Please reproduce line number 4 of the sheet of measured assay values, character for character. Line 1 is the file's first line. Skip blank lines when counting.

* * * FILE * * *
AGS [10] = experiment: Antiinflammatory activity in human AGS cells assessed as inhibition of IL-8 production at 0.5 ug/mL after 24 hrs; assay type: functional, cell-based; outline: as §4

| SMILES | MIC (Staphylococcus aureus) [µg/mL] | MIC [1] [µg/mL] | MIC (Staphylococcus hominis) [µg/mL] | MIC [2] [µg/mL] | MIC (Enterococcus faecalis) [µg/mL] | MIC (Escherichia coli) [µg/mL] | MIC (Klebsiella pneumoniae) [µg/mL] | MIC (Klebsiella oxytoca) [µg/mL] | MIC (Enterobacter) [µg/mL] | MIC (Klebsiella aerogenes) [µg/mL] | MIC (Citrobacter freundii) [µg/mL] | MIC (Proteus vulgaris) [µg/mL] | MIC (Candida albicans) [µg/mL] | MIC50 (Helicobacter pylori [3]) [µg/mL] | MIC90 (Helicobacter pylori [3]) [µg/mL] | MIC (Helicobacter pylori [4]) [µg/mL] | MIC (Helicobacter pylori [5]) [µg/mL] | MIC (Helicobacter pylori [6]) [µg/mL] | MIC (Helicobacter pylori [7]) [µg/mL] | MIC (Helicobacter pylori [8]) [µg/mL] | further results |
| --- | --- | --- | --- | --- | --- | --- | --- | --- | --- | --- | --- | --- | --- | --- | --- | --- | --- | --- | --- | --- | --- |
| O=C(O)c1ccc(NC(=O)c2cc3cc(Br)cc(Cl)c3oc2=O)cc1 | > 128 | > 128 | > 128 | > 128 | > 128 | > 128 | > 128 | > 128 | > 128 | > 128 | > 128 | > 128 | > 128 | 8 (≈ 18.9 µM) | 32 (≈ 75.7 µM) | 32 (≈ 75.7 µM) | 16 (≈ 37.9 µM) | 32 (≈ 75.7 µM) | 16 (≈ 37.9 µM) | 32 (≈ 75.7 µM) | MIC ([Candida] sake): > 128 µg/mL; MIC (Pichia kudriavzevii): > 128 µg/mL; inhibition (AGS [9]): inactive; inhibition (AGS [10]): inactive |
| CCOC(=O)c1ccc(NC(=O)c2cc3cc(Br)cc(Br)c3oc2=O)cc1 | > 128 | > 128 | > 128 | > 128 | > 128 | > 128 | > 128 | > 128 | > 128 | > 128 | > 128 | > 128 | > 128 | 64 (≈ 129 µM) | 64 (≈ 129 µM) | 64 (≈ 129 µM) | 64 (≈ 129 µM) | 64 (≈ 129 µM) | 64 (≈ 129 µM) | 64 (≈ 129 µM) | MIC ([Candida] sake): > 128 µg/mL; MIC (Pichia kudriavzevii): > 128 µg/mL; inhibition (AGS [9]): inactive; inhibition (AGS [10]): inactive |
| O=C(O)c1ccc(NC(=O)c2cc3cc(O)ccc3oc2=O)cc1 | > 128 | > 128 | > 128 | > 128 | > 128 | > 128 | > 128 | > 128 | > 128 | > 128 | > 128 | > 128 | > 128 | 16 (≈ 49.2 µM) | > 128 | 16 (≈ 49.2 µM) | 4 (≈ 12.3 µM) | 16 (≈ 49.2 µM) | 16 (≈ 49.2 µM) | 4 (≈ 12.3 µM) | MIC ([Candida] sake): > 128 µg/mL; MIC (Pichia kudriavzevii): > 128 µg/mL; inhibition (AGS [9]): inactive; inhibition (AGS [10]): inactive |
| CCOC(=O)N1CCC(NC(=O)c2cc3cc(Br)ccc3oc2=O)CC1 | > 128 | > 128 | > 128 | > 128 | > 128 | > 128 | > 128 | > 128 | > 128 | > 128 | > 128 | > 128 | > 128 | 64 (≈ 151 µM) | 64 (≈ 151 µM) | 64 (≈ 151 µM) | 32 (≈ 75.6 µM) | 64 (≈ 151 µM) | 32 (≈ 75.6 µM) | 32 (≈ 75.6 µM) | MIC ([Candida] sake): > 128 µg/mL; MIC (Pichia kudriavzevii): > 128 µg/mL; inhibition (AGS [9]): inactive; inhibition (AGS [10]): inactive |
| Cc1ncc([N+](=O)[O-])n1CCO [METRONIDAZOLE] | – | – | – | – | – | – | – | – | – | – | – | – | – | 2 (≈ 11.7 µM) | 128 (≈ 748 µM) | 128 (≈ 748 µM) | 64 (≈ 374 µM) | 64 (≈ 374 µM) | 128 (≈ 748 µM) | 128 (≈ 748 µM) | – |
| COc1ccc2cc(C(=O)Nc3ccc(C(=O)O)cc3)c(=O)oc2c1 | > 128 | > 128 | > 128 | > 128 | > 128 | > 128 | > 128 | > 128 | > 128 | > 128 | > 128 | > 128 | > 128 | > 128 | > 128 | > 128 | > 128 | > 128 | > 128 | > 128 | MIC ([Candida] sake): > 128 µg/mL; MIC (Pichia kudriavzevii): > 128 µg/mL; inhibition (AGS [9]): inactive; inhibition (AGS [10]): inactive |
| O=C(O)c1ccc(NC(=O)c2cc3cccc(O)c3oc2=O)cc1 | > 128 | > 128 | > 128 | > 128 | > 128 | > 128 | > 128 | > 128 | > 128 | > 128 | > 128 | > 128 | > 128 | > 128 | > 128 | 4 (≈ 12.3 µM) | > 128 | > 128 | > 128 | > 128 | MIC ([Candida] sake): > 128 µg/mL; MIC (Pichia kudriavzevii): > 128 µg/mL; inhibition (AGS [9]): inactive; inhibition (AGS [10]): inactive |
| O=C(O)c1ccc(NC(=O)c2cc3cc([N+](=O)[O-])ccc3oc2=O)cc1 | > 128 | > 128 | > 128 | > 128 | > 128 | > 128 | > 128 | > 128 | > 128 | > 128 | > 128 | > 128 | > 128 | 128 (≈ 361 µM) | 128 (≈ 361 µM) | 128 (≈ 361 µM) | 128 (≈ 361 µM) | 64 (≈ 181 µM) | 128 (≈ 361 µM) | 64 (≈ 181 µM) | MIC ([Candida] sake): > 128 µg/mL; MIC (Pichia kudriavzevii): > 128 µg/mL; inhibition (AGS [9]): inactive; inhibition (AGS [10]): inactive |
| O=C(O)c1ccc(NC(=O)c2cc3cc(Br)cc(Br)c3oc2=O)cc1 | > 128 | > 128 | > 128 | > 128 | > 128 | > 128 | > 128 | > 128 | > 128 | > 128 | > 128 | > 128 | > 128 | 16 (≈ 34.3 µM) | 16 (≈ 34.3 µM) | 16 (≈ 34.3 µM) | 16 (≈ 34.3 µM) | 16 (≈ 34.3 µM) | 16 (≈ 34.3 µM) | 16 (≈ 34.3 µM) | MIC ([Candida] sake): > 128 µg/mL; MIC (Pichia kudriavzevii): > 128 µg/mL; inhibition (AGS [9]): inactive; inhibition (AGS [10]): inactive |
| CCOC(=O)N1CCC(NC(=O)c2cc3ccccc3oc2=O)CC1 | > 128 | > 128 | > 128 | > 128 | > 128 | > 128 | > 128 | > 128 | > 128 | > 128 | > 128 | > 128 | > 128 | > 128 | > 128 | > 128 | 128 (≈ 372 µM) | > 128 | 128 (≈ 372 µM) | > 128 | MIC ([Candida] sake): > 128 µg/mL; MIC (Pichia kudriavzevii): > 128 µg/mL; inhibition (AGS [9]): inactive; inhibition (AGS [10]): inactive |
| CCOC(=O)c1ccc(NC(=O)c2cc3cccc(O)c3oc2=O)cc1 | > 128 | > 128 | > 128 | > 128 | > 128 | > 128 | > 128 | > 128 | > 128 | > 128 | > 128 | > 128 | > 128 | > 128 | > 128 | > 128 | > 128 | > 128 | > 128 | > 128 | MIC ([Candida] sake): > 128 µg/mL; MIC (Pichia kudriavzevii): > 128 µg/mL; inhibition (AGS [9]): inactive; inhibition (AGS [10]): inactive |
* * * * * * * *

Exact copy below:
| O=C(O)c1ccc(NC(=O)c2cc3cc(Br)cc(Cl)c3oc2=O)cc1 | > 128 | > 128 | > 128 | > 128 | > 128 | > 128 | > 128 | > 128 | > 128 | > 128 | > 128 | > 128 | > 128 | 8 (≈ 18.9 µM) | 32 (≈ 75.7 µM) | 32 (≈ 75.7 µM) | 16 (≈ 37.9 µM) | 32 (≈ 75.7 µM) | 16 (≈ 37.9 µM) | 32 (≈ 75.7 µM) | MIC ([Candida] sake): > 128 µg/mL; MIC (Pichia kudriavzevii): > 128 µg/mL; inhibition (AGS [9]): inactive; inhibition (AGS [10]): inactive |